I was the county economic developer and I didn’t start it from scratch. For six years I was there and I had the same board chair all six years and we worked behind the scenes to keep that entire board intact my entire six years, but when I left, that board kind of changed. They shifted. We had a lot of success with sustaining that board. Now, the key to it really is that you are not overworking your board leadership so that they--

Chad Chancellor: Never thought about that.

Garry Clark: Yes, that they are not inundated with emails and meetings and whatnot. That you spread it out so that you are having impact, but you're also not burning them out. Now, in my current role, we have had the same board chair for about-- almost three years, but he's going to rotate off, but now we've had enough time to build up a base of knowledge for that next president to come in and take leadership.

So, there are two ways to do this. One is to find people that are willing to stay on board a little bit longer than normal and another way is to make sure you have a committee that focuses on your policies and focuses on leadership growth.

Chad Chancellor: I love that. One of the things we do is executive searches and so we're often helping communities hire an economic developer after one has left or they let him go and you'll be shocked how many places I go where the economic developer was having some success and next thing you know they've got a new chairman, a new mayor, a new city manager and you can imagine--

I’m sitting and thinking this is no way to run something. Stability is how you build almost any organization. So, I love your thoughts on that. Garry, give these folks your book one more time. I want to encourage them to go out there read it and tell them how they can find it.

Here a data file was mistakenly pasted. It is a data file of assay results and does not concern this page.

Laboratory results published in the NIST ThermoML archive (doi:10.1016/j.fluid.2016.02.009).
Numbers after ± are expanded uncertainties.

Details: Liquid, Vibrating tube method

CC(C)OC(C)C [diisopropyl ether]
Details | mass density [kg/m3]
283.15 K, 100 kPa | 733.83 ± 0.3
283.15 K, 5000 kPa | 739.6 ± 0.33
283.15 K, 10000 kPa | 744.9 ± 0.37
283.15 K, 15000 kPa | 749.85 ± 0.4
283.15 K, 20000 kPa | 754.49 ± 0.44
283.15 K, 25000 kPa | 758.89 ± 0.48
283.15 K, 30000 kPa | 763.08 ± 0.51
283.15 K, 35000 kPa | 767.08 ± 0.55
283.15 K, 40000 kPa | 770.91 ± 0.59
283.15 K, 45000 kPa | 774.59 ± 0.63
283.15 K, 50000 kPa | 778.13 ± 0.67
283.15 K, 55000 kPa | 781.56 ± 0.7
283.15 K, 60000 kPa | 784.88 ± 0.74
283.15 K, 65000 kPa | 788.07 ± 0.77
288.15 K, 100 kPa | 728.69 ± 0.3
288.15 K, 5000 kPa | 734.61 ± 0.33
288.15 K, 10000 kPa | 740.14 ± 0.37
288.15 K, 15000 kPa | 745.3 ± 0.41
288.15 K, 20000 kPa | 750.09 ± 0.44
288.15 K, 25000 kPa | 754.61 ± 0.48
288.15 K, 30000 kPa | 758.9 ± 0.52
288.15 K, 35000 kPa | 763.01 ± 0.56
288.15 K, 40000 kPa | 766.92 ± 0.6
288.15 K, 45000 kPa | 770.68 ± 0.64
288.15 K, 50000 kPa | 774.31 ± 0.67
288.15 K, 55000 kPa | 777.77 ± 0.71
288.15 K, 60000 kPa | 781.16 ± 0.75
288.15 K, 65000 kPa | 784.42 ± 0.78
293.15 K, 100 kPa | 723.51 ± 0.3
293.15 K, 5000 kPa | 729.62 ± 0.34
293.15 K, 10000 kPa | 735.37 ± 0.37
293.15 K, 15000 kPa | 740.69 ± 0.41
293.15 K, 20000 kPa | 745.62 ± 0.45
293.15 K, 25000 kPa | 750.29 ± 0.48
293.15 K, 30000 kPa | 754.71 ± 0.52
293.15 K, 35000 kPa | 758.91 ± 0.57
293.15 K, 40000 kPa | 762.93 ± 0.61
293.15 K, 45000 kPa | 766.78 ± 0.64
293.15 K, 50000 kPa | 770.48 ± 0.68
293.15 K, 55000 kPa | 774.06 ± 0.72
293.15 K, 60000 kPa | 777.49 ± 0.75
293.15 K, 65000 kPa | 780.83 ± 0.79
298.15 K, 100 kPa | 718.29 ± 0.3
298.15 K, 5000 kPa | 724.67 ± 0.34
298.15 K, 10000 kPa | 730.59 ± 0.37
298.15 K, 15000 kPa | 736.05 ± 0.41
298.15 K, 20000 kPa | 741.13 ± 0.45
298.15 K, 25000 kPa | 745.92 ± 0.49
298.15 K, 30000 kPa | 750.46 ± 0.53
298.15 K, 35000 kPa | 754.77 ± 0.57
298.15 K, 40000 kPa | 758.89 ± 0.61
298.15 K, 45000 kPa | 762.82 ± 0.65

Garry Clark: Thanks, Chad. I will say one final thing about that policy thing though. You mentioned the county board and the city board and organizations. As long as these organizations that are economic development organizations focus on public policy, they can impact who’s coming on as leaders too.

They can find Unlikely Viking at Barnes & Noble. They can find it at amazon.com as well as my website which is clarkspeaks.com and I’d really appreciate the support.

Chad Chancellor: clarkspeaks.com folks. I hope you all have enjoyed Garry as much as I have. I’m drawn to his story. I was drawn to his story before I found out what a good economic developer he was, but then seeing the stuff he's done, it just gives me great encouragement for all of rural America. So, Garry, thank you for being with us today. We really appreciate it.

Garry Clark: Thank you, Chad. I appreciate it, Sir.


Chad Chancellor: A special thank you to Younger Associates for recording, editing, and publishing this podcast for us. I encourage you to visit their website at younger-associates.com.